Mysterious Room [17/18]

[ house sketch ]
A Neighbor’s Home. [*1]

Seventeenth evening.

The Pendleton property was fully settled. No one knew what the amount of the estate was, outside the family, with the exception of Mr. Briggs, not even his wife. Saul had an extra portion with the agreement “to see his mother through.” For a while things worked very well, until at length Saul brought a housekeeper from the neighboring town who managed to get the control of not only Saul but his mother, and they both had implicit confidence in Silence Baker. She took the part of a suitor and soon met with a conquest. Saul was brought under her control completely, and Mother Pendleton was set one side as a kind of machine to eat and drink what was set before her and ask no questions. As the property was fully settled and out of the administrator’s hands, Mr. Briggs had no legal right to say anything about matters on the hill, and the new mistress of the house didn’t propose to

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have him interfere, and even Saul was not allowed to go for advice on any subject, save one occasion when his favorite cow was choked with an apple; but the noble heart of Mr. Briggs prompted him to respond with as kindly feeling as had actuated him on any of the numerous calls from that family. With the aid of Saul he saved the life of the cow, but Silence very ungratefully showed that she had no further use for their kind neighbor after the life of the cow was assured.

Silence Baker could not have been more inappropriately named, for she was never silent when there was any one near by to scold. A few years had brought a great change in this old home. For a long time the Briggs had been welcome at all hours and been sought for on all occasions; [^1] now they were the last resort, and Saul scarcely dared to drop in for a moment when on his way to the village. He was as much an underling as when the father ruled the home and all who were in it; but he received little or no sympathy, as he had brought this trouble upon himself. In all other matters of difficulty he had resorted to Mr. and Mrs. Briggs for comfort, but now he must endure it alone, and he was poorly prepared for such a mental burden.

Silence began to express a desire for a new house, and it was not an unreasonable request. The old dwelling was very much dilapidated; but Saul was attached to it as it had sheltered him all his days, and there were pleasant associations connected with it when viewed from his present standpoint. The darkest days of his early life looked pleasant to him now. He did not assent to the proposition of his wife, and this gave rise to a decided quarrel. Mother Pen-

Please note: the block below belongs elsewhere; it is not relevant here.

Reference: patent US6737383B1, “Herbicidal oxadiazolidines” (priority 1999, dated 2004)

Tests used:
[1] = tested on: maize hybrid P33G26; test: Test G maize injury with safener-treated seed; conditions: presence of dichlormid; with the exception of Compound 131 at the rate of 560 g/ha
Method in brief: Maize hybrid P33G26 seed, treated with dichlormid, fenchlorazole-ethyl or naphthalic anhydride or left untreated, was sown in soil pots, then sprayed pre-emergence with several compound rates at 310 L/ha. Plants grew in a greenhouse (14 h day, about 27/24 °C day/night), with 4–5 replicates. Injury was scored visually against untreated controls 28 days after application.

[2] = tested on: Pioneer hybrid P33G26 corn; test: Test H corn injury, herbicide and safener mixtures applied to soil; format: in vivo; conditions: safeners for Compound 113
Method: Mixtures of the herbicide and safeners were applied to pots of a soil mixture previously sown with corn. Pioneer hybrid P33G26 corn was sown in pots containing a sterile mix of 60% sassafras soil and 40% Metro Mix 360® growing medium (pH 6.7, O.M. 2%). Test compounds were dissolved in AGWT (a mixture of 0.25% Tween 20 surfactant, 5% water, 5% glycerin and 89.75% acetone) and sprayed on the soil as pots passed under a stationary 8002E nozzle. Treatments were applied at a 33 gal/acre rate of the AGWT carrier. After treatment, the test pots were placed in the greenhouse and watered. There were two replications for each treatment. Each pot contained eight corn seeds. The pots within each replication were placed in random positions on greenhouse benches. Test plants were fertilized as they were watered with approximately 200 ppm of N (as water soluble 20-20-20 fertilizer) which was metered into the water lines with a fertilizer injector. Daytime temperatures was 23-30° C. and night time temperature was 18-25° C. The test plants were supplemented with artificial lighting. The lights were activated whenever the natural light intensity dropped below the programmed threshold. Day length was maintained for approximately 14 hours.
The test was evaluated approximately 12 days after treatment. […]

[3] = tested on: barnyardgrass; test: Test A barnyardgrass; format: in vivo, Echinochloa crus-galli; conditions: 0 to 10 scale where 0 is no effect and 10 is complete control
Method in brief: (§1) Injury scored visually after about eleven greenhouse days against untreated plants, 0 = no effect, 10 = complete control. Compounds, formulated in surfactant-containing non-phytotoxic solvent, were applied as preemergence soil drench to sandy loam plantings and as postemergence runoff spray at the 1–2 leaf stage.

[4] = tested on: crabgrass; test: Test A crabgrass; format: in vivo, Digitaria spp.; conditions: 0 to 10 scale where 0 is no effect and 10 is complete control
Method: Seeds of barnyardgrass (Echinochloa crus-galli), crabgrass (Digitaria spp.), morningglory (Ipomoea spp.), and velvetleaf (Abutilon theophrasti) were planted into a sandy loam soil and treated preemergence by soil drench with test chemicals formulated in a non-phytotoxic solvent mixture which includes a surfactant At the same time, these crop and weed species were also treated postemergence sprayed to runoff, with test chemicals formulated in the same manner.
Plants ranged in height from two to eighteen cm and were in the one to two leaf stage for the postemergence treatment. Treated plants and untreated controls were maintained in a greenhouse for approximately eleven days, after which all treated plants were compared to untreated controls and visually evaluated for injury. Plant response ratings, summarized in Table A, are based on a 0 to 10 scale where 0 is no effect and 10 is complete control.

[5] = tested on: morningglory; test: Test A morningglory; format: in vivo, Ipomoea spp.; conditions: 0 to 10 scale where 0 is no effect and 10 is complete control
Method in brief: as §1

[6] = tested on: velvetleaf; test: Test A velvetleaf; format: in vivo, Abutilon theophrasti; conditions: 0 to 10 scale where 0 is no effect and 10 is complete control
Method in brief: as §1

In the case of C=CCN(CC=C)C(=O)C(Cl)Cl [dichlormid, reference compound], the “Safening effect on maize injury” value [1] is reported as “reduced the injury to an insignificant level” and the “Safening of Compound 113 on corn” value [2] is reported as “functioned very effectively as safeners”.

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dleton meekly took her food, ate it and said nothing, but longed for the visits of Mr. and Mrs. Briggs as of old, and even did venture to send for them by Hannah, who dared to call upon the aged lady “out of sympathy;” but Silence, who was as good as her name only until Hannah departed, so opened her battery of words upon the good woman, that she never sent for them again. When they came in response to the request of their old neighbor, Silence kept within hearing so that the good woman had no opportunity to tell her grievances to them or ask advice as she always had done and still longed to do; and truly she never needed it more. Her hearing was not impaired in the least, but she had a trouble in her limbs that prevented her from walking but little; so she was obliged to remain at home and hear the scolding of Silence; and when any one came she was not allowed to be alone with them long enough to tell her troubles. An occasional visit from the lighthearted Betsey was as a sunbeam to her lonely room, and not infrequently the gentle hands of the young friend deposited on her table a bunch of old-fashioned posies, that served to carry back the thoughts of the aged woman to the days of her youth.

Saul was obliged to give way to the persuasions and threats of his wife, and begin to plan for the new house. Silence considered Fuller’s advice very much better than any that her husband could give. The house was to stand on the opposite side of the highway from the ancestral dwelling. It was built largely of lumber prepared from the trees of the old farm, and was months in process of erection. Saul, being entirely ignorant of the expense of building or of making bargains, was imposed upon at every hand.